Promoting Road Safety
Rep. Lewis led an oversight effort and applauded the Transportation, Housing and Urban Development Appropriations Subcommittee for working to address highway safety standards in the fiscal year 2008 appropriations bill.
As former Member of the House Transportation Committee, Rep. Lewis investigated why safety belts are not offered in passenger buses and on school buses. He remembered that in the Safe, Accountable, Flexible, Efficient Transportation Equity (SAFETEA-LU) Act of 2005 Congress demanded that the National Highway Traffic Safety Administration (NHTSA) develop a standard that bus manufacturers would have to adhere to reduce complete and partial ejections in crashes by October 1, 2009. Lewis was disturbed by how little progress had been made on this rule. In response, Rep. Lewis submitted a reporting request to the House Transportation, Housing and Urban Development Appropriations Subcommittee. This request was accepted by the Subcommittee and included in the fiscal year 2008 appropriations bill that passed the U.S. House of Representatives yesterday. Consequently, the bill demands that the NHSTA provide an interim report to Congress on the progress of the new safety rule by May 1, 2008.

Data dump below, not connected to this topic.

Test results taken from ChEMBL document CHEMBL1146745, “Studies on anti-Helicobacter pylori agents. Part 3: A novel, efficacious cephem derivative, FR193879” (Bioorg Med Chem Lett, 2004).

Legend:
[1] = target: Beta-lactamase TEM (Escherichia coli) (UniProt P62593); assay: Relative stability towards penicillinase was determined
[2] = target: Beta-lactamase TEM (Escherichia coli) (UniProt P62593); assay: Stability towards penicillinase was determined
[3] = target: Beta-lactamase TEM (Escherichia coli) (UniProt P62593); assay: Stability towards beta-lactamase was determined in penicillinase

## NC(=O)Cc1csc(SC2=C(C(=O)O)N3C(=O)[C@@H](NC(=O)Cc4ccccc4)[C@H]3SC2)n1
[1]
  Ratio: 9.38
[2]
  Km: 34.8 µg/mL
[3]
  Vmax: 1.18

On March 2, 2007, a chartered bus careened off a closed exit and crashed onto highway I-75 in Atlanta. The tragedy shocked the nation and once again reminded Americans of the importance of highway safety. The passengers, members of the Bluffton University baseball team in Ohio, were traveling to a game in Florida. Five players died in the crash along with the bus driver and his wife, and 29 people were injured. The patients were treated at Grady Memorial Hospital by an outstanding trauma team that included surgeon Dr. Jeffery Salomone. A distraught Dr. Salomone contacted Rep. Lewis’ office. He strongly felt that seat belts could have saved the lives of many of those who died and spared many people from injury. In July, the Congressman engaged in a colloquy on the floor of the House of Representatives with the Chairman of the Subcommittee, John Olver (D-MA) to underscore Congress' intent that the law be upheld. They both reinforced the expectation that NHTSA provide timely status reports and develop this important safety standard well before the 2009 deadline.
The text of the discussion is available online.